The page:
Hydroelectric power in India

From Wikipedia, the free encyclopedia
Jump to: navigation, search
Shivanasamudra Falls

India is the 7th largest producer of hydroelectric power in the world. As of 30 April 2017, India's installed utility-scale hydroelectric capacity was 44,594 MW, or 13.5% of its total utility power generation capacity.[1] Additional smaller hydroelectric power units with a total capacity of 4,380 MW (1.3% of its total utility power generation capacity) have been installed.[2][3] India's hydroelectric power potential is estimated at 84,000 MW at 60% load factor.[4] In the fiscal year 2016-17, the total hydroelectric power generated in India was 122.31 TWh (excluding small hydro) with an average capacity factor of 33%.

The hydro-electric power plants at Darjeeling and Shivanasamudram were established in 1898 and 1902, respectively. They were among the first in Asia and India has been a dominant player in global hydroelectric power development.[5] India also imports surplus hydroelectric power from Bhutan.

Hydroelectric potential[edit]

India's economically exploitable and viable hydroelectric potential is estimated to be 148,701 MW.[6][7] An additional 6,780 MW from smaller hydro schemes (with capacities of less than 25 MW) is estimated as exploitable.[8] 56 sites for pumped storage schemes with an aggregate installed capacity of 94,000 MW have also been identified. In central India, the hydroelectric power potential from the Godavari, Mahanadi, Nagavali, Vamsadhara and Narmada river basins has not been developed on a major scale due to potential opposition from the tribal population.[9]

The public sector accounts for 92.5% of India's hydroelectric power production. The National Hydroelectric Power Corporation (NHPC), Northeast Electric Power Company (NEEPCO), Satluj Jal Vidyut Nigam (SJVNL), THDC, and NTPC-Hydro are some of the public sector companies producing hydroelectric power in India. The private sector is also expected to grow with the development of hydroelectric energy in the Himalayan mountain ranges and in the northeast of India.[4] Indian companies have also constructed hydropower projects in Bhutan, Nepal, Afghanistan, and other countries.[4]

Bhakra Beas Management Board (BBMB), a state-owned enterprise in north India, has an installed capacity of 2.9 GW.[10] The generation cost after four decades of operation is about 27 paise (0.42¢ US) per kWh.[11] BBMB is a major source of peaking power and black start capability to the northern grid in India and it's large reservoirs provide wide operational flexibility. BBMB reservoirs also supply water for the irrigation of 12.5 million acres (51,000 km2; 19,500 sq mi) of agricultural land in partner states, enabling the green revolution in the northern India.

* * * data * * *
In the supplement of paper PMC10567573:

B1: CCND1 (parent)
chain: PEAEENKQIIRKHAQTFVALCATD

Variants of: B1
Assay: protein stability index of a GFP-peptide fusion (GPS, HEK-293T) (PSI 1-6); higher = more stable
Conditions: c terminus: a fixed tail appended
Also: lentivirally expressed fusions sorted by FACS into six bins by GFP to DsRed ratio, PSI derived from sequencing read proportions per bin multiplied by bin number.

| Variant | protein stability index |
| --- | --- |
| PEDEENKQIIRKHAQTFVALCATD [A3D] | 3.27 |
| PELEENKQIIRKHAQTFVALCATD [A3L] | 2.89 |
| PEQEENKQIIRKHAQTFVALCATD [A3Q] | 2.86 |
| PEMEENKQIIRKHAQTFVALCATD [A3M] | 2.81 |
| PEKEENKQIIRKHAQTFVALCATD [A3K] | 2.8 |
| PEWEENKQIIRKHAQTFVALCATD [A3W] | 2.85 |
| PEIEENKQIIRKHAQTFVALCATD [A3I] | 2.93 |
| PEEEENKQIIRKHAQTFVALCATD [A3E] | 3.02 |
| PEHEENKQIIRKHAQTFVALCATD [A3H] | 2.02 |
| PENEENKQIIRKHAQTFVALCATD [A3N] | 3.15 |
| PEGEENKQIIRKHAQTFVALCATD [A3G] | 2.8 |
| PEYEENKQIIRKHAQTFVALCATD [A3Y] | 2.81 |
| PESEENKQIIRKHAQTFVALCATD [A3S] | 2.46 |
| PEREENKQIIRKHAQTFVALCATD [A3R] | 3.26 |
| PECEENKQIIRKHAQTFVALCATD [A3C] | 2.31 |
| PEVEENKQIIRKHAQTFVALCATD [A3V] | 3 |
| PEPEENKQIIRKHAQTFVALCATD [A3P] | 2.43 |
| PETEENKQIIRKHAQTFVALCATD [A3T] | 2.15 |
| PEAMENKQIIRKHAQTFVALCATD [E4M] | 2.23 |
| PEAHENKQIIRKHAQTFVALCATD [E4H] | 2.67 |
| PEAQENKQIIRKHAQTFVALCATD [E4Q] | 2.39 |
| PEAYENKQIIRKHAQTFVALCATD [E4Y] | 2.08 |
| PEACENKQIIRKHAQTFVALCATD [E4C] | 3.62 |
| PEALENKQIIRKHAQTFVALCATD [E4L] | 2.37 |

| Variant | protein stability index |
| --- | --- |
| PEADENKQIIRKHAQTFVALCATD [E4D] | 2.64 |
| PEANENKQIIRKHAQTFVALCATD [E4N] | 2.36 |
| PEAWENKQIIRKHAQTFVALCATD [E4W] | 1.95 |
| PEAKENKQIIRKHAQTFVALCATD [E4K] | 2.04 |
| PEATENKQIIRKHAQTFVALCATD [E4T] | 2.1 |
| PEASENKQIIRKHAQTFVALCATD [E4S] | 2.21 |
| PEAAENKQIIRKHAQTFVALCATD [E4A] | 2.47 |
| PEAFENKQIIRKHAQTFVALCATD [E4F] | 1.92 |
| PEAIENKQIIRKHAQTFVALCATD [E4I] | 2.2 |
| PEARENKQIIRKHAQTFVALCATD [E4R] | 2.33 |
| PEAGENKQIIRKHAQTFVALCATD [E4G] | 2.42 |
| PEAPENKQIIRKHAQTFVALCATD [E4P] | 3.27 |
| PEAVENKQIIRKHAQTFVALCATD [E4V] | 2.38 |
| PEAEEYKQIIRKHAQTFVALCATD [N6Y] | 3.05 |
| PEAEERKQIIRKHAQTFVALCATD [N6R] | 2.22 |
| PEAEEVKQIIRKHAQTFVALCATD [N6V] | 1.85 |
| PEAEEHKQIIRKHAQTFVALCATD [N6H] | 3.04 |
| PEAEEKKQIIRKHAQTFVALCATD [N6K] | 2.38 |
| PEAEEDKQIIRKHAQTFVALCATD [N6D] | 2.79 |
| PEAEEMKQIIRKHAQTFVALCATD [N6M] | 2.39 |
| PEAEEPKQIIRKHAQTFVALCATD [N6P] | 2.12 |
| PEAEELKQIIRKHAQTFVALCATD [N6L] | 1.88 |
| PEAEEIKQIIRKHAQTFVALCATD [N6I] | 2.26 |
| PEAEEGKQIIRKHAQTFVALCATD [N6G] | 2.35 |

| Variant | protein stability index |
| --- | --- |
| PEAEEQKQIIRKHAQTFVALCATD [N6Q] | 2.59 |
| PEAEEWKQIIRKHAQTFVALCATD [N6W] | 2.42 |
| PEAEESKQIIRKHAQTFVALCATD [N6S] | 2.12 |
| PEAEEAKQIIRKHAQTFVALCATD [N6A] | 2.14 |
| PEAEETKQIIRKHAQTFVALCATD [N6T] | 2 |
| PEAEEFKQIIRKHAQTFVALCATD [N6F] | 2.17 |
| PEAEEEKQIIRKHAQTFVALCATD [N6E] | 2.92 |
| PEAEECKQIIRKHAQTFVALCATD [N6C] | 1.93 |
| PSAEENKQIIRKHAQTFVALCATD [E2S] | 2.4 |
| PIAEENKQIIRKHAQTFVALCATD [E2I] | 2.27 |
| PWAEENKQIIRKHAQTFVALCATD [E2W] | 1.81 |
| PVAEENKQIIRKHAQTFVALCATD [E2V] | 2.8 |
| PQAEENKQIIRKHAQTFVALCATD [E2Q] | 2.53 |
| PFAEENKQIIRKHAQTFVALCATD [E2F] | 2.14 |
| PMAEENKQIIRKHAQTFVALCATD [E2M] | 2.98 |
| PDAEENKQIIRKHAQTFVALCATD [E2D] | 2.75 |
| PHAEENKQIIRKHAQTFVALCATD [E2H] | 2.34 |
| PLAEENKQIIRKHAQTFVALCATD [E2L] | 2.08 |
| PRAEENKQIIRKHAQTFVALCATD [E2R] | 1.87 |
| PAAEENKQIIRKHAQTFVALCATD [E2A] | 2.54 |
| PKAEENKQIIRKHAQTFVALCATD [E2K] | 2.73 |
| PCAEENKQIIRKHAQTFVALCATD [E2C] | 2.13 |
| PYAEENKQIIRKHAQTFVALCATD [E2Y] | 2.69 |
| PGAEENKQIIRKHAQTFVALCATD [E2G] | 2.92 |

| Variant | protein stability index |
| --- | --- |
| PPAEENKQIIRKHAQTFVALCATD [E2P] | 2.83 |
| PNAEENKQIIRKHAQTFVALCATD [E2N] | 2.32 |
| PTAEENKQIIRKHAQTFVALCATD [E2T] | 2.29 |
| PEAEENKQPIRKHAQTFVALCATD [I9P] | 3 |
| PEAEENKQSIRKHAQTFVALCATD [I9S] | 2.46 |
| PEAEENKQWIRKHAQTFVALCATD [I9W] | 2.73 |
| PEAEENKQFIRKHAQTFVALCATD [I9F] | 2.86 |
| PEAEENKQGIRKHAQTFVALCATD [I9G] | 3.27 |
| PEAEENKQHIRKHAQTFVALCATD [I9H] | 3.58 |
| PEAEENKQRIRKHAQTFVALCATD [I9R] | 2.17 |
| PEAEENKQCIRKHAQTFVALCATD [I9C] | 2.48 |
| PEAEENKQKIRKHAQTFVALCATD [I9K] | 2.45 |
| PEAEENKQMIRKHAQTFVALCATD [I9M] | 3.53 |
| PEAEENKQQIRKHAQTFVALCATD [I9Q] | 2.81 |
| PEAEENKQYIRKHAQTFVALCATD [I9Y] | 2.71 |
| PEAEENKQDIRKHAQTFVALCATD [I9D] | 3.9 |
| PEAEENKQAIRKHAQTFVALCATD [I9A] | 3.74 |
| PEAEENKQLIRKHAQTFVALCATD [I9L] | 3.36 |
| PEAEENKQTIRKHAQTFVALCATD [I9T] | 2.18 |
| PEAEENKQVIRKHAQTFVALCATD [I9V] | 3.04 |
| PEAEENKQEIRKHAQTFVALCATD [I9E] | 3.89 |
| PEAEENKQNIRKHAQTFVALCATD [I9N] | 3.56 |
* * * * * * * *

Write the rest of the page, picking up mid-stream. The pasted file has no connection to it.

Pumped storage units[edit]

India has transformed from an electricity deficit state to an electricity surplus state. Peak load shortages can be met making use of pumped storage schemes which store surplus power to meet peak load demands. The pumped storage schemes also contribute secondary, seasonal power at no additional cost when rivers are flooded with excess water. India has already established nearly 4,800 MW pumped storage capacity with the installation of hydropower plants.[12]

Pumped storage units can also be used as pumping stations to supply river water for upland irrigation, industrial needs, and drinking water. In a tropical country like India, abundant water for agriculture is needed due to a very high annual evaporation rate. The amount of water necessary to meet this demand can be harnessed from India's rivers via pumped storage units. Food security in India is improved with water security which in turn is possible from the energy security to supply the power needed for the pumped storage schemes.[13]

More and more solar power generation is becoming available at cheaper cost and it has advantage in terms of environmental impact.[14] Solar power can meet daytime and night time energy demands with the help of pumped storage units.[15]

Many of the existing hydro power stations on the west-flowing rivers located in the Western Ghats of Kerala and Karnataka are to be expanded to include pumped storage units in an effort to solve the water deficit of east-flowing rivers like the Kaveri, the Krishna, etc.[16]

See also[edit]

References[edit]

  1. ^ "Executive summary of Power sector, April 2017" (PDF). Retrieved 25 May 2017. 
  2. ^ "Renewable Energy Physical Progress as on 31-03-2016". Ministry of New & Renewable Energy, GoI. Retrieved 14 June 2017. 
  3. ^ "All India Installed Capacity of Utility Power Stations" (PDF). Retrieved 13 April 2016. 
  4. ^ a b c "Hydro Electric Potential in India". Retrieved 17 April 2016. 
  5. ^ "India remains major competitor in global hydropower". Retrieved 17 April 2016. 
  6. ^ "Status of Hydro Electric Potential Development in India" (PDF). Retrieved 17 April 2016. 
  7. ^ "Hydropower - Too slow to be steady". Retrieved 17 April 2016. 
  8. ^ "Govt plans push for hydro power". Retrieved 17 April 2016. 
  9. ^ "River basin wise hydro potential in India, CEA". Retrieved 23 June 2017. 
  10. ^ "AN OVERVIEW OF HYDRO-ELECTRIC POWER PLANT (PDF Download Available)". ResearchGate. Retrieved 2017-02-21. 
  11. ^ "See page 33, Executive Summary for the Month of May, 2016" (PDF). Retrieved 7 July 2016. 
  12. ^ "Pumped storage hydro power plant" (PDF). Archived from the original (PDF) on 7 July 2014. Retrieved 27 August 2014. 
  13. ^ "Water and food security | International Decade for Action 'Water for Life' 2005-2015". www.un.org. Retrieved 2017-02-21. 
  14. ^ "Solar power tariffs drops historic low at Rs 2.44 per unit". Retrieved 21 May 2017. 
  15. ^ "Why The Renewables Revolution Is Now Unstoppable". Retrieved 27 June 2016. 
  16. ^ "India readies plan to improve renewable power storage". Retrieved 22 August 2016.